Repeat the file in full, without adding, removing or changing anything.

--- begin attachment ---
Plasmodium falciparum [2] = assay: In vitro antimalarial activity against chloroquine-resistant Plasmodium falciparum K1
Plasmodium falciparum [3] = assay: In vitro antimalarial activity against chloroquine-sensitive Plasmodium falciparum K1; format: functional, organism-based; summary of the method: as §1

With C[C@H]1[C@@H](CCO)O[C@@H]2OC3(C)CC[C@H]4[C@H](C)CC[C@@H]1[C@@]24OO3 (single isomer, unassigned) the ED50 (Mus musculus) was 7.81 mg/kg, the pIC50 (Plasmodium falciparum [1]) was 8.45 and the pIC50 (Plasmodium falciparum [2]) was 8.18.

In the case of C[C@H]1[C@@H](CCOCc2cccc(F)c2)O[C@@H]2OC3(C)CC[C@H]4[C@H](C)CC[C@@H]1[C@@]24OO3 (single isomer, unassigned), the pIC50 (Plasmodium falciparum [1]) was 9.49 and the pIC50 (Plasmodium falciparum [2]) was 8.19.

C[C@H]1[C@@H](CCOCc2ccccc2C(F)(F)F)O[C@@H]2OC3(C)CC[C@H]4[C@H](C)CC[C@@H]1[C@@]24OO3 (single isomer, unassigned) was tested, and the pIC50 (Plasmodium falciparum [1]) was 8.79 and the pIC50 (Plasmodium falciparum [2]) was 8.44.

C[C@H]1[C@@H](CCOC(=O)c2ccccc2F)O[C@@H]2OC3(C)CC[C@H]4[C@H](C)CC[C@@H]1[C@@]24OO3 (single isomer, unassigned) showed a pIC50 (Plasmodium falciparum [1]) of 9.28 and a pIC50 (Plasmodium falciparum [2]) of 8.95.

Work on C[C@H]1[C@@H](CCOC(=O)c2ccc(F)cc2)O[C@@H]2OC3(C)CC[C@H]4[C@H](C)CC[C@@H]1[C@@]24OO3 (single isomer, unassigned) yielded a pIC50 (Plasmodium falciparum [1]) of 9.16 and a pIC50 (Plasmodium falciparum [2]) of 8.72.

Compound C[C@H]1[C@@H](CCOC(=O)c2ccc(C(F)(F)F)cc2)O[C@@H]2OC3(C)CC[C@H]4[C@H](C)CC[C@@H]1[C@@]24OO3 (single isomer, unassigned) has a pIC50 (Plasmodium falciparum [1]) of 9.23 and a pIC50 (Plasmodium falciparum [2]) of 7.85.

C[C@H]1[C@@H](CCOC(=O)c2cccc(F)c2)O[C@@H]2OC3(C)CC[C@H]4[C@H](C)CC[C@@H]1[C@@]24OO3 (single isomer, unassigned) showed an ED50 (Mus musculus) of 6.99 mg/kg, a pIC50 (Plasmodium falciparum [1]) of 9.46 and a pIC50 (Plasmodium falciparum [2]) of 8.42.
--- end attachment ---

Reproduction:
Plasmodium falciparum [2] = assay: In vitro antimalarial activity against chloroquine-resistant Plasmodium falciparum K1
Plasmodium falciparum [3] = assay: In vitro antimalarial activity against chloroquine-sensitive Plasmodium falciparum K1; format: functional, organism-based; summary of the method: as §1

With C[C@H]1[C@@H](CCO)O[C@@H]2OC3(C)CC[C@H]4[C@H](C)CC[C@@H]1[C@@]24OO3 (single isomer, unassigned) the ED50 (Mus musculus) was 7.81 mg/kg, the pIC50 (Plasmodium falciparum [1]) was 8.45 and the pIC50 (Plasmodium falciparum [2]) was 8.18.

In the case of C[C@H]1[C@@H](CCOCc2cccc(F)c2)O[C@@H]2OC3(C)CC[C@H]4[C@H](C)CC[C@@H]1[C@@]24OO3 (single isomer, unassigned), the pIC50 (Plasmodium falciparum [1]) was 9.49 and the pIC50 (Plasmodium falciparum [2]) was 8.19.

C[C@H]1[C@@H](CCOCc2ccccc2C(F)(F)F)O[C@@H]2OC3(C)CC[C@H]4[C@H](C)CC[C@@H]1[C@@]24OO3 (single isomer, unassigned) was tested, and the pIC50 (Plasmodium falciparum [1]) was 8.79 and the pIC50 (Plasmodium falciparum [2]) was 8.44.

C[C@H]1[C@@H](CCOC(=O)c2ccccc2F)O[C@@H]2OC3(C)CC[C@H]4[C@H](C)CC[C@@H]1[C@@]24OO3 (single isomer, unassigned) showed a pIC50 (Plasmodium falciparum [1]) of 9.28 and a pIC50 (Plasmodium falciparum [2]) of 8.95.

Work on C[C@H]1[C@@H](CCOC(=O)c2ccc(F)cc2)O[C@@H]2OC3(C)CC[C@H]4[C@H](C)CC[C@@H]1[C@@]24OO3 (single isomer, unassigned) yielded a pIC50 (Plasmodium falciparum [1]) of 9.16 and a pIC50 (Plasmodium falciparum [2]) of 8.72.

Compound C[C@H]1[C@@H](CCOC(=O)c2ccc(C(F)(F)F)cc2)O[C@@H]2OC3(C)CC[C@H]4[C@H](C)CC[C@@H]1[C@@]24OO3 (single isomer, unassigned) has a pIC50 (Plasmodium falciparum [1]) of 9.23 and a pIC50 (Plasmodium falciparum [2]) of 7.85.

C[C@H]1[C@@H](CCOC(=O)c2cccc(F)c2)O[C@@H]2OC3(C)CC[C@H]4[C@H](C)CC[C@@H]1[C@@]24OO3 (single isomer, unassigned) showed an ED50 (Mus musculus) of 6.99 mg/kg, a pIC50 (Plasmodium falciparum [1]) of 9.46 and a pIC50 (Plasmodium falciparum [2]) of 8.42.